Concerns over energy security as a result of the ongoing Russia-Ukraine war may spur capacity expansion and diversification of oil and natural gas supplies in the next few years, which could prompt more longer-lead projects which industry has shied away from in recent years, the top executive of oil services giant Schlumberger said April 22. A half dozen years of oil prices that hovered around $45/b-$50/b beginning in 2015 eventually led upstream producers to focus on so-called short-cycle projects that provided a relatively quick payback starting roughly six to 24 months after being greenlighted. But longer-cycle, pricey projects that take years or even a decade to produce first oil could also make a comeback as the thirst for supply diversity and security become major priorities for upstream producers, Schlumberger CEO Olivier Le Peuch said during his company's first-quarter 2022 earnings conference call. "This new dimension will have long-lasting positive implications for energy investments over the next few years," Le Peuch said. Energy security that drives further capacity expansion and demand for more diverse oil and gas supply will also support additional long-cycle development projects, exploration activity, and brown feed regulation programs, he said. Long-cycle projects include offshore and large-capacity onshore expansions that national oil majors continue to develop. In the Middle East, a few countries have already committed to capacity expansions this year and beyond. And "offshore you have seen some [final investment decision] approvals," Le Peuch said. "You have seen some exploration drilling resuming even last quarter that would turn into FID and into a subsea and deepwater activity uptick in the second half and further in 2023." 'Evolution' in the energy landscape The past few months have seen an "evolution" in the energy landscape after Russia threatened, then attacked, Ukraine earlier this year, Le Peuch said. For one thing, crude prices that shot up this year to more than $100/b from the mid-$70s/b mostly owing to those countries' ongoing war, have created "favorable conditions" for oilfield services and equipment pricing improvement, even as demand for them expanded globally, he said. "This [pricing improvement] will be a defining characteristic of this upcycle," Le Peuch said. Moreover, higher service/equipment pricing is "absolutely critical" to support oilfield service/equipment providers' financial returns and investments in capacity needed to deliver on both the short- and long-term oil and gas supply the world needs." Ongoing short-cycle investments in the US are being led by private producers which domestically account for over 60% of the country's land rig count, and that volume is growing amid a "gradual" increase by public operators, said Le Peuch. At the same time, supply chain and capacity bottlenecks hinder growth somewhat, as does exploration-and-production capital discipline, which began to take hold in E&P operators' corporate strategies even before the coronavirus pandemic set in during early 2020. Le Peuch's comments echo and expand on remarks made earlier in the week by his counterpart at peer oilfield services/equipment giant Halliburton. Similar to Le Peuch, Halliburton CEO Jeff Miller said supply dynamics have "fundamentally changed" because of investor return requirements, public ESG commitments, and regulatory pressures that make a commitment to longer-cycle projects difficult for operators. Drawbacks of long-cycle projects The nature of long-term projects prevents a quick response to market price signals and results in oversupply, whereas short-cycle projects create "a perpetual threat of undersupply" that supports commodity prices, he said April 19. Miller foresees an industry over the next several years characterized by short-cycle upstream projects, development rather than exploration, and tiebacks to existing production hubs over costly, time-consuming new infrastructure builds—all of which give operators more flexibility to make timely and appropriate investment decisions. Once long-cycle projects begin, investment must continue and production cannot quickly respond to market price signals, resulting in market oversupply. The pivot to short-cycle barrels creates the opposite effect, a perpetual threat of undersupply that supports commodity price, he said. But given that backdrop, some intriguing questions emerge, according to Evercore ISI analyst James West. "We think there will be some interesting choices ahead as inflation and higher activity levels drive further price increases," West said in an April 21 investor note. "Do operators continue to pay higher prices to get their preferred equipment and well construction/completion designs or do they alter those designs potentially sacrificing efficiencies for lower pricing?" "Some examples would be using a Tier II diesel frac spread, an older, smaller AC rig, and welded instead of seamless pipe," he said. Schlumberger earned $5.9 billion in revenue during Q1 2022, down 4% sequentially but up 14% year on year. The sequential drop came largely from international operations – including impacts on Russian operations and seasonal weather events – which earned $4.63 billion, down 5%, while North American revenues were flat at $1.28 billion.In Q1, Schlumberger suspended new investment and technology deployment to its Russian operations, Le Peuch said. Schlumberger's Q1 net income was $510 million or 36 cents/share, down 14% sequentially but up 70% year on year. "Internationally, short-cycle investments are set to accelerate with the seasonal rebound in the second quarter and more strongly in the second half of the year, led by the Middle East and the key international offshore basins," Le Peuch said.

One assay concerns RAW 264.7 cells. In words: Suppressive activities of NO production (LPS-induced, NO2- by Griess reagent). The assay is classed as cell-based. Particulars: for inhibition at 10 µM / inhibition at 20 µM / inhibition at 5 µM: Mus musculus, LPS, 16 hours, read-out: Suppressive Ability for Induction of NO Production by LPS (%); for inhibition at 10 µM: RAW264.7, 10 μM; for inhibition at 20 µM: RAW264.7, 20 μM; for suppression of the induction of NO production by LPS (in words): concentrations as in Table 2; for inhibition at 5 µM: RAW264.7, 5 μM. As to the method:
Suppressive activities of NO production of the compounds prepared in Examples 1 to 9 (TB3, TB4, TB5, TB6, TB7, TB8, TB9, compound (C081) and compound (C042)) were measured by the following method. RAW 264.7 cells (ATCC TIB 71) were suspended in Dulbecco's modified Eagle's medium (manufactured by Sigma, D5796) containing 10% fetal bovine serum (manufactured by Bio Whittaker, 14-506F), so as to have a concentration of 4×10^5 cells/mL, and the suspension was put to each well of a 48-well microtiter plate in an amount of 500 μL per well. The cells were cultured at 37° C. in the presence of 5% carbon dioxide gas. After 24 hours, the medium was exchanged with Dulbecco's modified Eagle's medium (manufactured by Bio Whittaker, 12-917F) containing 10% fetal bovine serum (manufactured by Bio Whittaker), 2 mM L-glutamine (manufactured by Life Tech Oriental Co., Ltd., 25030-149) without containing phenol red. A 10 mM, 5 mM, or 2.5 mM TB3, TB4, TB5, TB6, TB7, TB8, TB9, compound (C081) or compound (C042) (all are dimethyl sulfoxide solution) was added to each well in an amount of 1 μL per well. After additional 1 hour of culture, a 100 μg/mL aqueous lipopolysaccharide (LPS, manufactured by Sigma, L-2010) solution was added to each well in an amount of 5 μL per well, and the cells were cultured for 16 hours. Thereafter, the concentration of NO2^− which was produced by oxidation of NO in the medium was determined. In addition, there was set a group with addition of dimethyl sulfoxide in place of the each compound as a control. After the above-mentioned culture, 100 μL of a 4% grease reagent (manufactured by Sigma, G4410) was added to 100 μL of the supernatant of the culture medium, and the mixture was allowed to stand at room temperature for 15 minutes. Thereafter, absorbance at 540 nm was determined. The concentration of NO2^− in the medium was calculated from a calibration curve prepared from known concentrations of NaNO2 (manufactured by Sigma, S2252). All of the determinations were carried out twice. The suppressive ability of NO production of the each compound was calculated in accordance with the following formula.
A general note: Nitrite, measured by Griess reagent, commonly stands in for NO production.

Apr 22 2022